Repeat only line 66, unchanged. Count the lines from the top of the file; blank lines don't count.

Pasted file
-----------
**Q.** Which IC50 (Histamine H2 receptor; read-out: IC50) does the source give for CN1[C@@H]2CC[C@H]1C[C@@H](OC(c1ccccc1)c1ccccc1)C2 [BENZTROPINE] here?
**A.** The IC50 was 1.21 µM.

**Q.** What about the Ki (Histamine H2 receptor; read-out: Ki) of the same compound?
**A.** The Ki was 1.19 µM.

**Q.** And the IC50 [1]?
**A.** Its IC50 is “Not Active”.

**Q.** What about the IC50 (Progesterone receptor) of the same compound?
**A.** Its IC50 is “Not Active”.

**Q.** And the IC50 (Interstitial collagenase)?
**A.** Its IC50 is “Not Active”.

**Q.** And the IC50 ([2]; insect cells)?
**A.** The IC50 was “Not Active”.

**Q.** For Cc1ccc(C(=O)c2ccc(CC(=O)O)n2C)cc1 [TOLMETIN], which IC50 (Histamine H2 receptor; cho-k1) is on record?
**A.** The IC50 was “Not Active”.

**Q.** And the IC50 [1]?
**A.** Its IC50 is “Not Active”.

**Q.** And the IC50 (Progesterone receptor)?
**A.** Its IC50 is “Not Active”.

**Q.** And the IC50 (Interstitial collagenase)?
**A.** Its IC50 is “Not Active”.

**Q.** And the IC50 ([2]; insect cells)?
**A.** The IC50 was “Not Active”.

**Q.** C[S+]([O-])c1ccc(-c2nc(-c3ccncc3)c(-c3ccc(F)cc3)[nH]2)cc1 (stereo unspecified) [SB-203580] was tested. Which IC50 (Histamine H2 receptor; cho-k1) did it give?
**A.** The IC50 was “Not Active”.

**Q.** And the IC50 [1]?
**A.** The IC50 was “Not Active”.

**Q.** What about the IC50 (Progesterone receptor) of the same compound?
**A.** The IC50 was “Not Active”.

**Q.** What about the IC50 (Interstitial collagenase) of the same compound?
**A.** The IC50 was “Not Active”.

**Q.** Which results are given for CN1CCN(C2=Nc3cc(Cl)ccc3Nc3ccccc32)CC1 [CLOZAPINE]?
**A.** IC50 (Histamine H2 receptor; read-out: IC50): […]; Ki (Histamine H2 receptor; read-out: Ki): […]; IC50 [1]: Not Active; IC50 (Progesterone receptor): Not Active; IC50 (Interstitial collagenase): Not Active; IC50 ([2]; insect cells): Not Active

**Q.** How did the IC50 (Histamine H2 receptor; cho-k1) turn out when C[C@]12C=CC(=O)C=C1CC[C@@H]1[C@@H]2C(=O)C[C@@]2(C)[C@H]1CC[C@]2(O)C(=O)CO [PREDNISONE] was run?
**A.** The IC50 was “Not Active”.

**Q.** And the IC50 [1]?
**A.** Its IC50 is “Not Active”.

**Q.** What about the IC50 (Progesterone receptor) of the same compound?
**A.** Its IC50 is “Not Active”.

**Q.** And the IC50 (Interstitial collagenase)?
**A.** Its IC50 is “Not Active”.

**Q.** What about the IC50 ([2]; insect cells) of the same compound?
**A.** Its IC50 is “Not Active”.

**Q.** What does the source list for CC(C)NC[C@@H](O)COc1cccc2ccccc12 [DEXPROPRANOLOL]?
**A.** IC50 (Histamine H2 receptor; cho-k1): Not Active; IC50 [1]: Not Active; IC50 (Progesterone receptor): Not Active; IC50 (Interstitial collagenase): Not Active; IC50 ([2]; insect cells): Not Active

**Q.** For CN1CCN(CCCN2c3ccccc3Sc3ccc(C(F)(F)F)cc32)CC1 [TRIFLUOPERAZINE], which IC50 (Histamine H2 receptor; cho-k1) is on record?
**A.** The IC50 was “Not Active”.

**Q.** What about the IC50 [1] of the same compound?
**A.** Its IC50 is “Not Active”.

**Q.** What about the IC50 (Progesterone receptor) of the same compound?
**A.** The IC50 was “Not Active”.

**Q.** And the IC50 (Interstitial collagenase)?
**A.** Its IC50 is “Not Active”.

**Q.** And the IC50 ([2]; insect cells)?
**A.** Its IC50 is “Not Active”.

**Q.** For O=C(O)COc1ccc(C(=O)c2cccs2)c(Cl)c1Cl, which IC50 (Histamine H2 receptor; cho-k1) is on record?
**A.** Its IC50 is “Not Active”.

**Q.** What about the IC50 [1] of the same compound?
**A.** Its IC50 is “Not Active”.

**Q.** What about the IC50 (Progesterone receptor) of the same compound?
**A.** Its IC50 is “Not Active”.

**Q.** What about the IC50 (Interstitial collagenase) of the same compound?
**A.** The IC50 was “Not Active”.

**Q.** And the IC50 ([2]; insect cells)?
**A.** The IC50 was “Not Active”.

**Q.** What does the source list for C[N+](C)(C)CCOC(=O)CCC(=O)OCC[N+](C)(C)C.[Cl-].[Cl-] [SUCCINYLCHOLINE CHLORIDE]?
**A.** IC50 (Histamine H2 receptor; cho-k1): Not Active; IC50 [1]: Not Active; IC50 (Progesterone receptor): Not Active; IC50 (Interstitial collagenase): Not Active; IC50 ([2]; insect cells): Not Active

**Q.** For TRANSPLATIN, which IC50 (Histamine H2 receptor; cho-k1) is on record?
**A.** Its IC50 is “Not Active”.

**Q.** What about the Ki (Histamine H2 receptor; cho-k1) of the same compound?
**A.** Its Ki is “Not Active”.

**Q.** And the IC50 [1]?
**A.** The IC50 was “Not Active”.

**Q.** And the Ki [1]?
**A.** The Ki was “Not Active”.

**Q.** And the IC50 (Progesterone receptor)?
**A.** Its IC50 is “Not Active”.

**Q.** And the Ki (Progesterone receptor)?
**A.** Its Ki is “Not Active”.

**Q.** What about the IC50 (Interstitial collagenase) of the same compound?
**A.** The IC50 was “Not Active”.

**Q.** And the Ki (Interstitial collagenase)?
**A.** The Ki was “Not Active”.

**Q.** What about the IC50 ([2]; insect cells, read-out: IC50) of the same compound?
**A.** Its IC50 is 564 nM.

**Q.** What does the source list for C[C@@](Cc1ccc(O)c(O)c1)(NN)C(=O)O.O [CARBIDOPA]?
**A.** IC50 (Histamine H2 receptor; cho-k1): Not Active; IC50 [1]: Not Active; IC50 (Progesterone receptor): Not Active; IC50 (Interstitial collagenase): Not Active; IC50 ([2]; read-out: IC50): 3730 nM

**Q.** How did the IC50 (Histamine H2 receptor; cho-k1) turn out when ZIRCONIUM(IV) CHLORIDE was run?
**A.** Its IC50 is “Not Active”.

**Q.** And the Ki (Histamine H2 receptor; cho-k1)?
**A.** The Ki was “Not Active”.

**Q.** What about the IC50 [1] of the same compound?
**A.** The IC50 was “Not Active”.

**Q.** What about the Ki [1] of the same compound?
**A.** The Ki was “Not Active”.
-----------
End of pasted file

**A.** IC50 (Histamine H2 receptor; cho-k1): Not Active; IC50 [1]: Not Active; IC50 (Progesterone receptor): Not Active; IC50 (Interstitial collagenase): Not Active; IC50 ([2]; insect cells): Not Active